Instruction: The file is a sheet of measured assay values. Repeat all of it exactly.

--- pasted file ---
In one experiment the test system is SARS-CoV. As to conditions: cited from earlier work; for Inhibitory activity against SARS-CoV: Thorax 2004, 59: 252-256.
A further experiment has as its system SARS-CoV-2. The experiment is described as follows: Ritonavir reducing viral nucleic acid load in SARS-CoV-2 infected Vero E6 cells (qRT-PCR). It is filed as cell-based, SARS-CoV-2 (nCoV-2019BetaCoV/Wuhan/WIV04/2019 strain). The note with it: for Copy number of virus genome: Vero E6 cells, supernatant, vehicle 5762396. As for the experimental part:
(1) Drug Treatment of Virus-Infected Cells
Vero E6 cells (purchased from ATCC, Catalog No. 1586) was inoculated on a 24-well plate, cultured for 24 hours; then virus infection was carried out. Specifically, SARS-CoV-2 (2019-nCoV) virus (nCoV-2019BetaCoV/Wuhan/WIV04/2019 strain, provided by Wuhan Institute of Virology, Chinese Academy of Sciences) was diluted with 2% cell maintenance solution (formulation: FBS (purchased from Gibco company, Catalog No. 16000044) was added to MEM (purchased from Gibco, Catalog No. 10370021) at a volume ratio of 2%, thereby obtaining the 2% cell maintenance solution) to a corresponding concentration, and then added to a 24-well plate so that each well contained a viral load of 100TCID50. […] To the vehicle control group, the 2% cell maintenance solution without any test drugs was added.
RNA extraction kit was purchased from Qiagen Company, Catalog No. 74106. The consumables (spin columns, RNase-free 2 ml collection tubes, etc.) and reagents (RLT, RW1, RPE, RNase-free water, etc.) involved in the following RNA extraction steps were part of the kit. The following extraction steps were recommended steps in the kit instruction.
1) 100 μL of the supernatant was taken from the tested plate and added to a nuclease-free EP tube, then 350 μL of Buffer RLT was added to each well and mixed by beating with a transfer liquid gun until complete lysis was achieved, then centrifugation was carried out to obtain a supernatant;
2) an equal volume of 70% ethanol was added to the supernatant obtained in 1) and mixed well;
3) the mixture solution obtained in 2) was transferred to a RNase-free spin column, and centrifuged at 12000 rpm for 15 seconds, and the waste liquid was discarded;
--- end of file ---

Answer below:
In one experiment the test system is SARS-CoV. As to conditions: cited from earlier work; for Inhibitory activity against SARS-CoV: Thorax 2004, 59: 252-256.
A further experiment has as its system SARS-CoV-2. The experiment is described as follows: Ritonavir reducing viral nucleic acid load in SARS-CoV-2 infected Vero E6 cells (qRT-PCR). It is filed as cell-based, SARS-CoV-2 (nCoV-2019BetaCoV/Wuhan/WIV04/2019 strain). The note with it: for Copy number of virus genome: Vero E6 cells, supernatant, vehicle 5762396. As for the experimental part:
(1) Drug Treatment of Virus-Infected Cells
Vero E6 cells (purchased from ATCC, Catalog No. 1586) was inoculated on a 24-well plate, cultured for 24 hours; then virus infection was carried out. Specifically, SARS-CoV-2 (2019-nCoV) virus (nCoV-2019BetaCoV/Wuhan/WIV04/2019 strain, provided by Wuhan Institute of Virology, Chinese Academy of Sciences) was diluted with 2% cell maintenance solution (formulation: FBS (purchased from Gibco company, Catalog No. 16000044) was added to MEM (purchased from Gibco, Catalog No. 10370021) at a volume ratio of 2%, thereby obtaining the 2% cell maintenance solution) to a corresponding concentration, and then added to a 24-well plate so that each well contained a viral load of 100TCID50. […] To the vehicle control group, the 2% cell maintenance solution without any test drugs was added.
RNA extraction kit was purchased from Qiagen Company, Catalog No. 74106. The consumables (spin columns, RNase-free 2 ml collection tubes, etc.) and reagents (RLT, RW1, RPE, RNase-free water, etc.) involved in the following RNA extraction steps were part of the kit. The following extraction steps were recommended steps in the kit instruction.
1) 100 μL of the supernatant was taken from the tested plate and added to a nuclease-free EP tube, then 350 μL of Buffer RLT was added to each well and mixed by beating with a transfer liquid gun until complete lysis was achieved, then centrifugation was carried out to obtain a supernatant;
2) an equal volume of 70% ethanol was added to the supernatant obtained in 1) and mixed well;
3) the mixture solution obtained in 2) was transferred to a RNase-free spin column, and centrifuged at 12000 rpm for 15 seconds, and the waste liquid was discarded;